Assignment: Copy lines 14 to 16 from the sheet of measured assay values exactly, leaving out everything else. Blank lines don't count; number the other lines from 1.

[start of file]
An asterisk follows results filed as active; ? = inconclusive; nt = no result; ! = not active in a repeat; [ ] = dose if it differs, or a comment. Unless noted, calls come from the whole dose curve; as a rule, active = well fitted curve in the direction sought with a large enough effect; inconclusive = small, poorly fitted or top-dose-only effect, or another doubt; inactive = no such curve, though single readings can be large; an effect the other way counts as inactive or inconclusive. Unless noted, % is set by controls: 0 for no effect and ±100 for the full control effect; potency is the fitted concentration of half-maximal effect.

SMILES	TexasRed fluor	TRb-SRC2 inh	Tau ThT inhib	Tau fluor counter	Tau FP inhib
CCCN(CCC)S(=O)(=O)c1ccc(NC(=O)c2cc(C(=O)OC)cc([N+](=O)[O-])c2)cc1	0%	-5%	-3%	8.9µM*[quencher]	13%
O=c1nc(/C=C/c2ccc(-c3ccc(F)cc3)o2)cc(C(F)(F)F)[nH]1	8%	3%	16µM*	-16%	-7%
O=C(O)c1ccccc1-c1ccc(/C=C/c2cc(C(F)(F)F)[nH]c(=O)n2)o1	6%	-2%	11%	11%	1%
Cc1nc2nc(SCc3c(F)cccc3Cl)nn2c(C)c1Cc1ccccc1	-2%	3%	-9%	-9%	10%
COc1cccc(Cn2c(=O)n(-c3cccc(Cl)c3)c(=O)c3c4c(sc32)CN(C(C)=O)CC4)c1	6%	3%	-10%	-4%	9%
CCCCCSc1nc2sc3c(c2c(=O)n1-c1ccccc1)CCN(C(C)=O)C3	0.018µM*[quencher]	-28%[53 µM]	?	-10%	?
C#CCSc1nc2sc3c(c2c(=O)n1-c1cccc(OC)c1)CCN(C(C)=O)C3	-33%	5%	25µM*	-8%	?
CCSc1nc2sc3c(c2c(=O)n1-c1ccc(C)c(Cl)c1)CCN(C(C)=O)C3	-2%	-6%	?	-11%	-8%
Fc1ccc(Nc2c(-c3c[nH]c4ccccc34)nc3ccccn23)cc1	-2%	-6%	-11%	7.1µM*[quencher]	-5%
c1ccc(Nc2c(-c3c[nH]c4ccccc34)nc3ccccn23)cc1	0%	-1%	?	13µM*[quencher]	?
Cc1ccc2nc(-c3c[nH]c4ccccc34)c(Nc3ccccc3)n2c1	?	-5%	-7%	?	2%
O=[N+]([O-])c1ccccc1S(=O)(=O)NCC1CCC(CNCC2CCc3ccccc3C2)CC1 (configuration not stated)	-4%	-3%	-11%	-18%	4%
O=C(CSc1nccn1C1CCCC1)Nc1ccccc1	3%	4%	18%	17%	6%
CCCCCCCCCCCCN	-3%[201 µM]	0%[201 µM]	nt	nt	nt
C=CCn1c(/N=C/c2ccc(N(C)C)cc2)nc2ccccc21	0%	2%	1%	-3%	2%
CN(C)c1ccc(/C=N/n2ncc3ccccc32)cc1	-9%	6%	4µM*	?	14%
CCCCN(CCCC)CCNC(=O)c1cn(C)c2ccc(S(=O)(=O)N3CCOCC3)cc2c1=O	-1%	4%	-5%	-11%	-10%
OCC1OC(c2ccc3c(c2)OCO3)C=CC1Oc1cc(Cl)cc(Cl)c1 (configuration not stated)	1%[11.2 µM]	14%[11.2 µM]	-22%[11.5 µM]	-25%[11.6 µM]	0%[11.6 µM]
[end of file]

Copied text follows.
O=[N+]([O-])c1ccccc1S(=O)(=O)NCC1CCC(CNCC2CCc3ccccc3C2)CC1 (configuration not stated)	-4%	-3%	-11%	-18%	4%
O=C(CSc1nccn1C1CCCC1)Nc1ccccc1	3%	4%	18%	17%	6%
CCCCCCCCCCCCN	-3%[201 µM]	0%[201 µM]	nt	nt	nt